isaac

Quote (idover @ July 18 2005,16:27)
interesting... it appears that PlanUSA would love to help children... so long as those children are not in the United States...

isaac

Don't be silly, isaac. Need knows no nationalities. PLAN USA is set up to serve a particular group. Your citicism could as easily be leveled at groups that target poverty in Flint. The article suggests that aid to African nations is is a problem, you said something about wanting to help those who need help more directly, Childreach serves people in Africa and serves them with integrity.

Next time someone solicits money from you for a “good” cause, ask the solicitor what his/her salary is a year. You might be surprised (if they tell the truth). :D

Yaz, financials for these groups are public.

Although it is a handy way to avoid feeling the duty to help, to believe that there are no ways to help.

“if you want a job done right, do it yourself”.

don’t trust the local officials? don’t give them money, give them manpower and capital (that is to say, captial in the marxist definition of concrete useful equipment, factories, etc…)…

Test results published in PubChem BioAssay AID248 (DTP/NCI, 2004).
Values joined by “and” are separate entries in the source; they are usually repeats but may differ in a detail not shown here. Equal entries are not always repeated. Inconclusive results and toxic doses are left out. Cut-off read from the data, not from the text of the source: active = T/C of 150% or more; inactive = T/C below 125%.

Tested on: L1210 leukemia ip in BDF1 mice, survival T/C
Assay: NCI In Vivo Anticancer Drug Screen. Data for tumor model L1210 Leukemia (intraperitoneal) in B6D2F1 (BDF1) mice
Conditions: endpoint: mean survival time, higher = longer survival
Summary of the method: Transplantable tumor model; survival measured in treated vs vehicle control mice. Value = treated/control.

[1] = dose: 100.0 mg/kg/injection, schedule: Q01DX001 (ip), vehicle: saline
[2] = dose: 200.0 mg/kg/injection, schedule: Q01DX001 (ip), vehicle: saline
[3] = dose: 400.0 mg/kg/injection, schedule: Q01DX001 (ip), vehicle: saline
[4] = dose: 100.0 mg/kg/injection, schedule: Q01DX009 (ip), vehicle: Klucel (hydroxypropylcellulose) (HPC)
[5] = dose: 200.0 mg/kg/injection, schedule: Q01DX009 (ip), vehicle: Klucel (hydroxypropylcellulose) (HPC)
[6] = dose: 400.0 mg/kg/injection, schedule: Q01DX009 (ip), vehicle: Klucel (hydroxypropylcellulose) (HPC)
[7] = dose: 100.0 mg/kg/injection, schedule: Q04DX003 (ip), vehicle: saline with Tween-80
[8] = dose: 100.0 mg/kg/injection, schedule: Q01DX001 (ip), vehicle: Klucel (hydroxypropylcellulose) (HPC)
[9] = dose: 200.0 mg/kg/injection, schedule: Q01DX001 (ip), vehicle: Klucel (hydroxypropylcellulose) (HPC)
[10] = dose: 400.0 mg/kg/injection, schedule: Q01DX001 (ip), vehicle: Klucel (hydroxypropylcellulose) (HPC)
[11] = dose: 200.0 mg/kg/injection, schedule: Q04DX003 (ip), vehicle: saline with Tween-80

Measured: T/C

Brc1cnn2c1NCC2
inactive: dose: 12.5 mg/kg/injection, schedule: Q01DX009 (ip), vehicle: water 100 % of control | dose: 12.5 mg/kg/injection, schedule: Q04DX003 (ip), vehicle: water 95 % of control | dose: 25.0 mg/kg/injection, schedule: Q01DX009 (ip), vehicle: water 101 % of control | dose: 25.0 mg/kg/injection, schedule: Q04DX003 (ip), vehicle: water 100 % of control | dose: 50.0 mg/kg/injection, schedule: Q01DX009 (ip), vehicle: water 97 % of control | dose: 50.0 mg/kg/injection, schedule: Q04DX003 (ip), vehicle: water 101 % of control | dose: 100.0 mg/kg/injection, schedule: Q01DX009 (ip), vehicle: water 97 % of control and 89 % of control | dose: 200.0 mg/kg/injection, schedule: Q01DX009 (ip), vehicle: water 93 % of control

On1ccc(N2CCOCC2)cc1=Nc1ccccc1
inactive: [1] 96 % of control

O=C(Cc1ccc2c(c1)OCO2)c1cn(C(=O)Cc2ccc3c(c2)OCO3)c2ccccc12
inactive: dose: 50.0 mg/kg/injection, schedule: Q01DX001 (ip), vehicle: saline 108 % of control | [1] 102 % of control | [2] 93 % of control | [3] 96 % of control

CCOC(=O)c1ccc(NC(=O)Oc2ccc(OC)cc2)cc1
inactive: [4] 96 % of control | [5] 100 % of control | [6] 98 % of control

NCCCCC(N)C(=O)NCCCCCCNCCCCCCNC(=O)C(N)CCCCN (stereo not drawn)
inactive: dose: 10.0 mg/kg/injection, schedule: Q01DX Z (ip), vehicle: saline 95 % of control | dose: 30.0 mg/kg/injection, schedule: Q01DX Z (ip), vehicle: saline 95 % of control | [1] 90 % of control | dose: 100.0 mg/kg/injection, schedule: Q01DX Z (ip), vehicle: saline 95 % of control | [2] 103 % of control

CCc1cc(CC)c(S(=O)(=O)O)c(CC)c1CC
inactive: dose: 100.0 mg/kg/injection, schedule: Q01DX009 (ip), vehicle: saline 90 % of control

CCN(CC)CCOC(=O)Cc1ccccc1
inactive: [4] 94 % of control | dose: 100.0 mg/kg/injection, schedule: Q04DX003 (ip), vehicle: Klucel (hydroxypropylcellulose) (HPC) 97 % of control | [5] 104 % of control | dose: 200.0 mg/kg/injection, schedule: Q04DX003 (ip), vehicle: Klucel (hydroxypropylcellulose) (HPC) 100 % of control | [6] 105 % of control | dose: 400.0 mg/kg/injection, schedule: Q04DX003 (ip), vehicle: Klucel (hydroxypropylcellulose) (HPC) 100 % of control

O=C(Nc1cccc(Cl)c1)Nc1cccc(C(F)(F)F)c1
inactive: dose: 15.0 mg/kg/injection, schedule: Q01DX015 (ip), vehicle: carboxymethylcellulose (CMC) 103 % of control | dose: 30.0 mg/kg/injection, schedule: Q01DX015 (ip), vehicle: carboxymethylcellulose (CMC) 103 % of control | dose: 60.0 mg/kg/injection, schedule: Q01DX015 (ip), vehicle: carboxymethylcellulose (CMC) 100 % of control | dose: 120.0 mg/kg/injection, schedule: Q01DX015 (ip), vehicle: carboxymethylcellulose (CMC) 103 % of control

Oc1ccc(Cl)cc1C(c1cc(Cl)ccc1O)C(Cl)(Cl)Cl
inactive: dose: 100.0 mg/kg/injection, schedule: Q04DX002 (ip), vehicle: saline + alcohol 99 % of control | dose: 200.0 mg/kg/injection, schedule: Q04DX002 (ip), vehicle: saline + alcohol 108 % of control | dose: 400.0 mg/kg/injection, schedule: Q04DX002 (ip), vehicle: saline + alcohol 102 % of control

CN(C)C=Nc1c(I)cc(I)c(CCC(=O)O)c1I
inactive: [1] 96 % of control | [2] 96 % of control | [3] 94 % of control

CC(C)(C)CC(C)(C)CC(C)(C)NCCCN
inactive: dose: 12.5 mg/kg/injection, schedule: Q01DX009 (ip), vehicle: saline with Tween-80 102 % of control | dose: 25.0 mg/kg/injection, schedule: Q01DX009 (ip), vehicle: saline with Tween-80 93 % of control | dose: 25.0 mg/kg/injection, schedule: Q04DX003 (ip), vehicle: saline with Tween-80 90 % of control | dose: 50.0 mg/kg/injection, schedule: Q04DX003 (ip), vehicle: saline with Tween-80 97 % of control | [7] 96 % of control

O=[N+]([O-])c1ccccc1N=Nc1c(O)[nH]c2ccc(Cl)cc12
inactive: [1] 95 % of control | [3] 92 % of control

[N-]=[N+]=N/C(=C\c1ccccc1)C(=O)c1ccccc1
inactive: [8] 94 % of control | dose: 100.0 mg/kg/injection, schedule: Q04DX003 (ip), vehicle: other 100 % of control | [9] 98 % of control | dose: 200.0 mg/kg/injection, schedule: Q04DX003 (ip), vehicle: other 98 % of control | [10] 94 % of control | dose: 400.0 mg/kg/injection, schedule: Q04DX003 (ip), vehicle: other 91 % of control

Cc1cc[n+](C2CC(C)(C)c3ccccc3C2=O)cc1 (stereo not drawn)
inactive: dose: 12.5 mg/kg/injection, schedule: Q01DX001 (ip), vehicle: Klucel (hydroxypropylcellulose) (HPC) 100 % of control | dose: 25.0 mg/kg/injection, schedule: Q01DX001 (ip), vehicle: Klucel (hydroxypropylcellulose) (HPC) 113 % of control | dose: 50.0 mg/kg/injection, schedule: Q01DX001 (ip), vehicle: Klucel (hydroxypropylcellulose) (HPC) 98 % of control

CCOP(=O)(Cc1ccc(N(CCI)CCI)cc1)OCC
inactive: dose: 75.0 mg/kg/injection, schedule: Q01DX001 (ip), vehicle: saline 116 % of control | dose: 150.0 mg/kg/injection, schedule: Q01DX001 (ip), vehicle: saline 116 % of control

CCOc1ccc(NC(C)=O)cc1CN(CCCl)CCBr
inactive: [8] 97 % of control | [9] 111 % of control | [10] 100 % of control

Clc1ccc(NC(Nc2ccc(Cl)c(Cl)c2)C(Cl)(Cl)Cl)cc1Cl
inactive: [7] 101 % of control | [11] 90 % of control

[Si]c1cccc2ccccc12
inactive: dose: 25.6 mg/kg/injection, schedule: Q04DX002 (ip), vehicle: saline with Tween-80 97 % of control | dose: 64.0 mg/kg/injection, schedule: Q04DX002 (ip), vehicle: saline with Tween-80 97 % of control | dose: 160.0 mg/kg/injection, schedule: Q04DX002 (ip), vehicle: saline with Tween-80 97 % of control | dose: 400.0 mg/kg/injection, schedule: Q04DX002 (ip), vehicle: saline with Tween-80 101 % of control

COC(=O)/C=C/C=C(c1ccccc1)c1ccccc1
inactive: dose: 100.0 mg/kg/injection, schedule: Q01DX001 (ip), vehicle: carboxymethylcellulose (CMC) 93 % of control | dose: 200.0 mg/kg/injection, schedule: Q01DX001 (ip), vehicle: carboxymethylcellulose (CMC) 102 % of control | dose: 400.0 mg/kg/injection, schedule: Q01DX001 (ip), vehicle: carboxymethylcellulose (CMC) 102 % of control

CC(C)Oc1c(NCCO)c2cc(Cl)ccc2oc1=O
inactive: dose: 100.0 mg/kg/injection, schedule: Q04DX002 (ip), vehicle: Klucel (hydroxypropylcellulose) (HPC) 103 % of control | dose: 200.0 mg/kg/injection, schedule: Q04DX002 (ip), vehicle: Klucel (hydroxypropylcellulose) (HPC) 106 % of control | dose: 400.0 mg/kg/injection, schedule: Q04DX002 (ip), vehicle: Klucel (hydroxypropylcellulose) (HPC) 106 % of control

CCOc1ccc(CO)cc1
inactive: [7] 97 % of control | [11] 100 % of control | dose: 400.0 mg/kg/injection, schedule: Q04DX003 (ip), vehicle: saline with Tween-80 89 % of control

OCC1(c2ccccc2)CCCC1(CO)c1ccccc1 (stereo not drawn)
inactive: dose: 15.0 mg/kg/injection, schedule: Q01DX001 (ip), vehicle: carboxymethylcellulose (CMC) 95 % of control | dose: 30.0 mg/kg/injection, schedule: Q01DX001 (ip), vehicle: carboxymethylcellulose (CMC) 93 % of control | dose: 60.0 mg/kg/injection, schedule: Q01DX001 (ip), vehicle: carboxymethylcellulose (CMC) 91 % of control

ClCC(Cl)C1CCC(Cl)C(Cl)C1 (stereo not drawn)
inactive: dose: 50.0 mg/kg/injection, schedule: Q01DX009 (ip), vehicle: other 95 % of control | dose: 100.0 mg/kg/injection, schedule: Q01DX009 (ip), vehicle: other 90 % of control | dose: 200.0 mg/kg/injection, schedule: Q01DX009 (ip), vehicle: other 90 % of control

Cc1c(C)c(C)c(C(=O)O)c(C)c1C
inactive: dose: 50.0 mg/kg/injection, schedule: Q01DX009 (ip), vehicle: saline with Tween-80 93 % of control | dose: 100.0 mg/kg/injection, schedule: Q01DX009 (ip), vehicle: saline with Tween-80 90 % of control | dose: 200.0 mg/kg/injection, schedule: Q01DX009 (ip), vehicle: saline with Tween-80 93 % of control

not sure if that will fly? BE PART OF THE MANPOWER.

i’m in china right now, teaching english to little children in poor communities. before that, in the us, i ran a hunger releif organization and personally fed 200-300 people a week in my hometown.

no money involved.

it’s not hard to make sure something is getting done right, you just have to do it yourself.

_illium

This Kenyan economist makes good sense. What’s that expression: Give a man a fish and feed him for one day. Teach him to fish and feed him for a lifetime.

His most logical statement explained how aid bankrupts local farmers, as the free food drives down the price of food, putting them out of business. This prevents them from feeding their own country when the aid is gone, of course requiring more aid to feed the people, a vicious cycle. How do you break this?